Meanwhile, Jeff Sessions Prepares To Resurrect The Racist War On Drugs

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The Trump administration called for tougher charges and longer prison time for criminals in a move to return to strict enforcement of mandatory minimum-sentencing rules, according to a memo the U.S. Department of Justice released on Friday.

 

It seems U.S. Attorney General Jeff Sessions is having way too much fun rolling back former President Barack Obama’s regulations on human rights.

A day after he rescinded the bathroom bill that protected transgender students, Sessions reversed a memo that placed guidance meant to reduce and ultimately phase out the use of private prisons. Now, he is moving forward with his plans to toughen rules on prosecuting drug crimes – which means he might bring back the war on drugs with harsher sentences for low-level offenders.

In 2013, former Attorney General Eric Holder Jr. instructed prosecutors not to charge defendants with sentences that would trigger mandatory-minimum sentences unless they were violent, were leaders in drug organizations, or met similar qualifications.

“Long sentences for low-level, non-violent drug offenses do not promote public safety, deterrence, and rehabilitation. Moreover, rising prison costs have resulted in reduced spending on criminal justice initiatives, including spending on law enforcement agents, prosecutors, and prevention and intervention programs,” read the memo.

The Holder policy did show some good results as the incarcerated population in the U.S. fell to its lowest level since 2004.The number of people in state and federal prisons also dropped by 2.3 percent.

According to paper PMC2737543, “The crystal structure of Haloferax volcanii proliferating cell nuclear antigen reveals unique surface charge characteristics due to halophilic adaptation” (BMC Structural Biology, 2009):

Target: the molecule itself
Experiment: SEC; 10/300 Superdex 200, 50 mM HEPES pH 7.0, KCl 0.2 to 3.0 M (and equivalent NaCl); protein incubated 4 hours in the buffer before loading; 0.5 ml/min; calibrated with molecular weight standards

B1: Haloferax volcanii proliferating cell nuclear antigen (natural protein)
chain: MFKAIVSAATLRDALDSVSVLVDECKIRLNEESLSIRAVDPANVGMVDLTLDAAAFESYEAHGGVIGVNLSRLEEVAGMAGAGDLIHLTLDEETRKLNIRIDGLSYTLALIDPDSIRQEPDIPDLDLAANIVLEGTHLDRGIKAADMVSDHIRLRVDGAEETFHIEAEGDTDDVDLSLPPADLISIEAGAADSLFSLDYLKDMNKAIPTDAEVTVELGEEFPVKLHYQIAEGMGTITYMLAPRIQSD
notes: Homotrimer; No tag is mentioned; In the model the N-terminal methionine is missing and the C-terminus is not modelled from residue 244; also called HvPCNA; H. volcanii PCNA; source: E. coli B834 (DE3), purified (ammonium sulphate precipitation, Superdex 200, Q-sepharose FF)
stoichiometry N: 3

Former President Obama was the first president in at least 40 years to leave office with a smaller federal prison system than he started with. However, it looks like President Donald Trump and his attorney general don’t like the positive results as they are planning to reverse those guidelines.

Sessions is also reportedly planning to introduce the harshest possible charges against all levels of drug offenders. Another practice which was halted by Holder’s memo, the widespread use of charging offenders with “enhancements,” is also reportedly being revived by Sessions. The practice can further lengthen sentences for certain defendants who have already been convicted of felony drug crimes.

Currently, more than 1.5 million people are incarcerated across the country.

The war on drugs has devastated the lives of millions of Americans. It has torn apart families, particularly black people and other people of color, in a vicious cycle of incarceration. A study by Pew Research Center shows black men are six times more likely to be imprisoned and jailed than white men. 

However, people are coming forward and are opposing the draconian policy proposed by Sessions. From Louisiana and Texas to Pennsylvania and California, the movement to end mass incarceration is thriving in the states and in cities.

 

 

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